A Guide to Ethical Socks & Hosiery

A Guide to Ethical Socks & Hosiery | Curiously Conscious

It’s time for another ethical fashion guide! This time, I’m showcasing the best ethical socks, tights, and hosiery brands in the UK (and those that ship here).

I love a good pair of comfy socks that last and last, and even more so when they come from brands who ensure their workers are treated and paid fairly. The cherry on top is when they use eco materials, such as organic cotton, hemp, or recycled nylon.

Unlike shoes, socks are an easy item of clothing to make. It’s why there’s so many brands out there making ethical socks – but this list will showcase my favourites, both in terms of design, materials, and ethics.

What’s in my sock drawer…

Red leopard print socks from Kind Socks

I have a whole range of different socks and tights – it’s one of the items I know I will wear over and over again. While there are some not-so-ethical hanger-oners, most are now ethical.

Socks-wise, I have three brands I like to shop with. Kind Socks are my newest discovery, and one I funded on their Kickstarter last year. I have two pairs of their socks – the blue, white and red striped socks, and a sexy pair of red and black leopard print socks. They’re basically Happy Socks, but made with genuine happiness across their supply chain.

Thought Clothing create long-lasting sustainable socks made from bamboo, organic cotton, wool, and hemp, and my pair of blue and cream socks are always nice to pop on when I want cosy feet.

And finally, I’ve written about my favourite tights from Swedish Stockings before, but not yet about their socks! More like glitzy pop-socks, I love wearing both their silvery black ankle socks (above), and their fishnet socks with heels. They’re both high quality, high style, and made from recycled materials too.

Ethical sock, tights and hosiery brands

Alongside these three, there are lots of other great ethical brands making socks out there. Here are my favourites:

Critically Endangered Socks: Range of socks that protect endangered species around the world

Hose*: Luxury hand-printed hosiery designed in Brighton and made in Italy.

Jollie’s: Colourful socks made in England, with one pair going to local homeless shelters for every pair sold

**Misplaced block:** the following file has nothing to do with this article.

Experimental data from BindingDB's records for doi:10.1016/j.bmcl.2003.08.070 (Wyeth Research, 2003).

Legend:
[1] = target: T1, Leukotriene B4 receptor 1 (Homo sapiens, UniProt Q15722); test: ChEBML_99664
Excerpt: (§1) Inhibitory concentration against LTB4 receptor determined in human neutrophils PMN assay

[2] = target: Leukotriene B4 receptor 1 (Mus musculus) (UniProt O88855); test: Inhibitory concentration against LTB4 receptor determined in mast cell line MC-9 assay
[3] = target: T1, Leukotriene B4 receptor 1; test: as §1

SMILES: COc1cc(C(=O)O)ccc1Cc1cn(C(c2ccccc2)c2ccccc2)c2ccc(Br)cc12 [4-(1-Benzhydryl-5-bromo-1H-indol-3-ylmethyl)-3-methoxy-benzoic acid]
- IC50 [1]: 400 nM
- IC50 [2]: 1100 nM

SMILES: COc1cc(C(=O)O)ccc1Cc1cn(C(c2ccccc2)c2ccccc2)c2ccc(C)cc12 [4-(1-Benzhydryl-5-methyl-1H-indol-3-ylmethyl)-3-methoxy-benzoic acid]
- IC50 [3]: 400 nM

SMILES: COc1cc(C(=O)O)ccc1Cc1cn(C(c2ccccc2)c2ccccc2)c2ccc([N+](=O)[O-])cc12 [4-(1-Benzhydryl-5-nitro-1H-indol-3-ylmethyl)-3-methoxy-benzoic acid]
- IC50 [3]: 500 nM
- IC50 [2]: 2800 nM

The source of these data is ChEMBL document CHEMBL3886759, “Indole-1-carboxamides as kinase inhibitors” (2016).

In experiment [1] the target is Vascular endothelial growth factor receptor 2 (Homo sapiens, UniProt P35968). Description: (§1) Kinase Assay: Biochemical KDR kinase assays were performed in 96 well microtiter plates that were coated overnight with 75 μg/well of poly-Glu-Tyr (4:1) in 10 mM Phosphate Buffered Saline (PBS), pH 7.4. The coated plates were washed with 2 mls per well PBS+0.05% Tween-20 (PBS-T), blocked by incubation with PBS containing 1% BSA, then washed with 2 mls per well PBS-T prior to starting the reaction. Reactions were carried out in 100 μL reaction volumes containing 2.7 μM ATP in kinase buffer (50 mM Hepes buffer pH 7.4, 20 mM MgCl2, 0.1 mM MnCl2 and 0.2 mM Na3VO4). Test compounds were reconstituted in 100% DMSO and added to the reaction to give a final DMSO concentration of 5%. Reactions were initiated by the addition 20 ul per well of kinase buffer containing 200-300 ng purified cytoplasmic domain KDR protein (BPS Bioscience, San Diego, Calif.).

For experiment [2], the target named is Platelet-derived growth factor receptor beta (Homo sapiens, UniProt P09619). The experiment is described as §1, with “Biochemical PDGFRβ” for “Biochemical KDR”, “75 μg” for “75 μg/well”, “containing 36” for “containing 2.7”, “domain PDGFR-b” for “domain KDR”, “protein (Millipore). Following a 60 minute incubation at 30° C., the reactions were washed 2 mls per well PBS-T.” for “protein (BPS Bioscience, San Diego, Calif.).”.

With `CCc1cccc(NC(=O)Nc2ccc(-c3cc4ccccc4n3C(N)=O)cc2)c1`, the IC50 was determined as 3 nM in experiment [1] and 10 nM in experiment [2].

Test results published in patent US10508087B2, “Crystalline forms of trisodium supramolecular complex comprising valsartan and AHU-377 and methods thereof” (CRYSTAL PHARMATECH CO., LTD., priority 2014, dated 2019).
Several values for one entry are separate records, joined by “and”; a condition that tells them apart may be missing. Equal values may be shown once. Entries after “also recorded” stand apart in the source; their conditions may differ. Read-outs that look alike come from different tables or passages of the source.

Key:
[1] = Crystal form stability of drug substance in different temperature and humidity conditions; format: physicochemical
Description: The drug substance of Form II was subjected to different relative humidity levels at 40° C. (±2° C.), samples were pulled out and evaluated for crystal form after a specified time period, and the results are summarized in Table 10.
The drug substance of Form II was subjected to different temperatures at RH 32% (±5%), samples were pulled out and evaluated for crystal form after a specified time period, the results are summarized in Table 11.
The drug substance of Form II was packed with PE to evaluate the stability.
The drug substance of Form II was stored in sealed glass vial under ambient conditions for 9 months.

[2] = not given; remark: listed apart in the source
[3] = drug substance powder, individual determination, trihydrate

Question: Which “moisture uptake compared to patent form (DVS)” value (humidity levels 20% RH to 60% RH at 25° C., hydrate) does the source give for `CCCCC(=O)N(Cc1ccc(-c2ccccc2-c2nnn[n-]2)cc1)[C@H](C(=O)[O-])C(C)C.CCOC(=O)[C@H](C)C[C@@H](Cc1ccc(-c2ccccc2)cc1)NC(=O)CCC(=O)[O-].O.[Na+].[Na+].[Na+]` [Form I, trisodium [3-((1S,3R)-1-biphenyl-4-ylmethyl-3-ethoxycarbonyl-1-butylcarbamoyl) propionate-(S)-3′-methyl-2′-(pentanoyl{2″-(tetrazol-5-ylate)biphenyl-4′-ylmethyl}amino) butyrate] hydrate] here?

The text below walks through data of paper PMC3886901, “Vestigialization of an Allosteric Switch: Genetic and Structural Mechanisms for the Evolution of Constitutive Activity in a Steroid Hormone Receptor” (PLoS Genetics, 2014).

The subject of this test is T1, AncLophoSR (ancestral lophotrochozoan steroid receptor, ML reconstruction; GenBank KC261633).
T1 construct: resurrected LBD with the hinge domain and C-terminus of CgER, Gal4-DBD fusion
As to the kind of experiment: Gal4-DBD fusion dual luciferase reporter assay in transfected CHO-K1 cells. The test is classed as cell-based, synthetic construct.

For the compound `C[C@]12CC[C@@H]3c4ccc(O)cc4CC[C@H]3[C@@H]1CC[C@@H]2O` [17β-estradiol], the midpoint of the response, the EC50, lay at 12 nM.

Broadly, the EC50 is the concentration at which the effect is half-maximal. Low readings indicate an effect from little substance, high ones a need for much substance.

Kind Socks: Sustainable GOTS-certified organic cotton unisex socks made in bright, happy colours

Knowledge Cotton*: Organic cotton no show footsies, perfect for flat shoes

MAiK London*: Ethically and sustainably made socks in a range of quiet and loud designs

Mamacha UK*: 100% alpaca wool thick socks and leg-warmers

Organic Basics*: Organic cotton socks made in ethical factories in Turkey and Portugal

People Tree*: 98% organic cotton socks in cute patterns and colours

PerTin Textiles: Independent organic cotton socks handmade in the UK

Stand4 Socks: Donating one pair of socks to homeless shelters for every pair bought

Swedish Stockings*: Tights, knee-highs, socks, and pop socks all made from sustainable and recycled materials

Thought Clothing*: Consciously made socks made in a range of sustainable fabrics and designs

Thunders Love*: Textile waste hand-spun into charming socks in a small family workshop in Spain.

Wolford*: Heritage hosiery brand Wolford have started dabbling with recycled nylon (ECONYL) and I’m here for it!

Disclaimer: This post contains gifted products (denoted 'gifted') and affiliate links (denoted '*')


  1. Martin
    April 3, 2020 / 12:29 pm

    I’m a bit confused by Thought being so high on every google for eco-conscious socks. They provide their socks in a box – how on earth is that sustainable? THey’re socks. Send them plain, or in a recyclable bag, but in a box? That’s fundamentally wasteful.

    I’m unimpressed by people applauding a manufacturer who has created a new, more resource-intensive packaging standard when we’re meant to be reducing packaging.

    Your logic needs to be led by what is sustainable, not what is attractive, if you are to satisfy the stall you’ve set for yourself.

    • besma
      April 6, 2020 / 11:09 am

      Hi Martin,

      Thanks for your comment. I think your take on this is a little short-sighted: have you considered the rest of the supply chain and waste created across that journey? Many manufacturers waste fabric, fuel, and intermediary packaging before it reaches you. Sustainability is not just about packaging – it’s about the whole process, as well as how well workers are treated across that journey (social sustainability). Thought does well on a number of these other points – chiefly their use of bamboo and how that is a lot less resource-intensive than cotton or oil-based fabrics – so while I take your point about Thought and its use of boxes, I don’t see this as an issue.

      B x

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